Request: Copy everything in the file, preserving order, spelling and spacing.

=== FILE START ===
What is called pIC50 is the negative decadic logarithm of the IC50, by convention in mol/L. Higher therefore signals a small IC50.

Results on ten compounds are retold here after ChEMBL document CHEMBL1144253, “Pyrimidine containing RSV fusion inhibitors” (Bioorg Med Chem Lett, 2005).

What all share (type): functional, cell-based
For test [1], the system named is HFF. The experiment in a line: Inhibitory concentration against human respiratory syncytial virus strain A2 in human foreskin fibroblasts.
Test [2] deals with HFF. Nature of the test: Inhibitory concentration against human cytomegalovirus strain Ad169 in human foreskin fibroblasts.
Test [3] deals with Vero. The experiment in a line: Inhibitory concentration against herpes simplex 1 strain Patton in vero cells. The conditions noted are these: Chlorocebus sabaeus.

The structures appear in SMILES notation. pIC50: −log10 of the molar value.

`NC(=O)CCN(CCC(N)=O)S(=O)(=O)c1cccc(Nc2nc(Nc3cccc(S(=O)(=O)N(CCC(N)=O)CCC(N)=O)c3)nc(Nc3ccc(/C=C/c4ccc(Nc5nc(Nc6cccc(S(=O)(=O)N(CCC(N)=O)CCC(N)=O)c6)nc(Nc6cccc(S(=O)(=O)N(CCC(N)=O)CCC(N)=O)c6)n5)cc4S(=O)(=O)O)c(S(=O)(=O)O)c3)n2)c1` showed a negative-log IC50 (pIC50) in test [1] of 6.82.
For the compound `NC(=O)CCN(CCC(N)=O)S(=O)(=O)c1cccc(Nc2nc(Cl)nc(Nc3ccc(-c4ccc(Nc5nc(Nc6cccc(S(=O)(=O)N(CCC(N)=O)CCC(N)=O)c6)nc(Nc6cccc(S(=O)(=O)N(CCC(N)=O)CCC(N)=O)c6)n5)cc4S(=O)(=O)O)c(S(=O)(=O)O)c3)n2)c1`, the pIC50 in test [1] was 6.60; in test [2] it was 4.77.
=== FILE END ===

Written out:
What is called pIC50 is the negative decadic logarithm of the IC50, by convention in mol/L. Higher therefore signals a small IC50.

Results on ten compounds are retold here after ChEMBL document CHEMBL1144253, “Pyrimidine containing RSV fusion inhibitors” (Bioorg Med Chem Lett, 2005).

What all share (type): functional, cell-based
For test [1], the system named is HFF. The experiment in a line: Inhibitory concentration against human respiratory syncytial virus strain A2 in human foreskin fibroblasts.
Test [2] deals with HFF. Nature of the test: Inhibitory concentration against human cytomegalovirus strain Ad169 in human foreskin fibroblasts.
Test [3] deals with Vero. The experiment in a line: Inhibitory concentration against herpes simplex 1 strain Patton in vero cells. The conditions noted are these: Chlorocebus sabaeus.

The structures appear in SMILES notation. pIC50: −log10 of the molar value.

`NC(=O)CCN(CCC(N)=O)S(=O)(=O)c1cccc(Nc2nc(Nc3cccc(S(=O)(=O)N(CCC(N)=O)CCC(N)=O)c3)nc(Nc3ccc(/C=C/c4ccc(Nc5nc(Nc6cccc(S(=O)(=O)N(CCC(N)=O)CCC(N)=O)c6)nc(Nc6cccc(S(=O)(=O)N(CCC(N)=O)CCC(N)=O)c6)n5)cc4S(=O)(=O)O)c(S(=O)(=O)O)c3)n2)c1` showed a negative-log IC50 (pIC50) in test [1] of 6.82.
For the compound `NC(=O)CCN(CCC(N)=O)S(=O)(=O)c1cccc(Nc2nc(Cl)nc(Nc3ccc(-c4ccc(Nc5nc(Nc6cccc(S(=O)(=O)N(CCC(N)=O)CCC(N)=O)c6)nc(Nc6cccc(S(=O)(=O)N(CCC(N)=O)CCC(N)=O)c6)n5)cc4S(=O)(=O)O)c(S(=O)(=O)O)c3)n2)c1`, the pIC50 in test [1] was 6.60; in test [2] it was 4.77.